Back in the old days, when Congress did crazy things like pass legislation, a sensible bill like the ABLE Act might have sailed to the president's desk. But today, even with a long list of positives — it’s a good idea, solves a pressing problem and has lots of bipartisan support — it’s not a slam dunk, because there’s always a way in Washington to squelch good ideas, especially those that involve tweaking the tax code and spending a little money. The Achieving a Better Life Experience Act would be a boon for people with disabilities, and for their parents and other caregivers (3/13). 

WBUR: Might Personality Tests Of Patients Improve Preventive Health Care?
Before entering my freshman year of college, I was asked to complete a Myers-Briggs Type Indicator personality test so the school could match me to a compatible roommate. She and I ended up living together all four years. In fact, the Myers-Briggs tool, which classifies each individual as one of 16 personality types, is considered such a powerful tool that most college career centers and Fortune 500 companies use it to help people determine their appropriate course in the work world. Soon, doctors, too, may conduct personality tests with patients to help tailor their care (Veronica Thomas, 3/13).

And in commentary on the health law --

The Washington Post's Post Partisan: The Insiders: Sebelius Happy Talk Makes It Worse For Democrats
I think I have figured out why President Obama hasn't fired Health and Human Services Secretary Kathleen Sebelius. She will say anything. Sebelius will deny the obvious, defend the indefensible and even rewrite the law without hesitation, all while keeping a straight face. She has been willing to hide, bend and break the Obamacare law. Even moving the goalposts of what Obamacare's success would look like and changing the initial purpose of Obamacare – insuring the uninsured – doesn't cause her to break a sweat or show even the slightest bit of embarrassment (Ed Rogers, 3/13). 

The Washington Post: Deadline Looming For Affordable Care Act Enrollment
You have until the end of the month to sign up for a plan on the health-care exchanges. With the March 31 deadline nearing, the White House is pumping up and plugging HealthCare.gov to get more people to enroll, especially young adults, reports Puneet Kollipara of The Washington Post’s Wonkblog (Michelle Singletary, 3/13).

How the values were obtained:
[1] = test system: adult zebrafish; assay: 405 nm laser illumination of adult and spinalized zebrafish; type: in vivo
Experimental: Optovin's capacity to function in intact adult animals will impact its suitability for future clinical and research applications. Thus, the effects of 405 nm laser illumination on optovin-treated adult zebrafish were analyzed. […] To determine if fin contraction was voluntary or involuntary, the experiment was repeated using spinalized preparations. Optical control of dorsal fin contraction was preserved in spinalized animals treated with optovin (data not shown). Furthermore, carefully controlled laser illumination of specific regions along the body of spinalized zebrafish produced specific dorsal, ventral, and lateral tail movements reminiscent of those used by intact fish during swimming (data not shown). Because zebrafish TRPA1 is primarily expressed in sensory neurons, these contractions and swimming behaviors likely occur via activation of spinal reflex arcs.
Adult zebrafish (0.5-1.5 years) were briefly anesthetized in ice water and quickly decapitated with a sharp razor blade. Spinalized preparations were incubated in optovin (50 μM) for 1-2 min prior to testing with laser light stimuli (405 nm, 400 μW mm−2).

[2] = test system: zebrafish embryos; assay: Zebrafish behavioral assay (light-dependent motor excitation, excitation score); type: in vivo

The Wall Street Journal's Potomac Watch: A 2014 GOP Election Model
Republicans celebrating this week's victory in a Florida special House election are right to take the race as proof that they've got a potent midterm weapon in ObamaCare. Those looking to mimic the model this fall would be even wiser to view David Jolly's win in its broader context: This was a victory of offense (Kimberley A. Strassel, 3/13). 

Bloomberg: Obamacare Co-Ops Exploit Dodgy Pricing
One of the lesser-known provisions of the Affordable Care Act provided funding for the establishment of health insurance cooperatives, nonprofit local insurers that provide policies on the exchange. ... [Lower pricing offered by coops] suggests a worrying alternative possibility -- that the inexperienced co-ops have systematically priced their policies too low. That could hit the taxpayer in two ways: through the risk-corridor payments, which will make up excess losses, and through the $2.1 billion worth of government loans that have been made to these insurers (Megan McArdle, 3/13).

Bangor Daily News: Maine GOP Dismisses Medicaid Compromise That Meets Its Own Demands
On Wednesday, Maine lawmakers once again declared their positions on Medicaid expansion from the floor of the Senate. What was remarkable was that, despite the fact that the bill to expand Medicaid to 70,000 low-income residents is significantly different from last year, the arguments against it didn't really change. In fact, instead of the compromise bill drawing more support, it drew less (3/13). 

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EDITOR:
Stephanie Stapleton

ASSOCIATE EDITOR:
Andrew Villegas

WRITERS:
Lisa Gillespie
Shefali Luthra

The Kaiser Daily Health Policy Report is published by Kaiser Health News, an editorially independent program of the Kaiser Family Foundation. (c) 2014 Kaiser Health News. All rights reserved.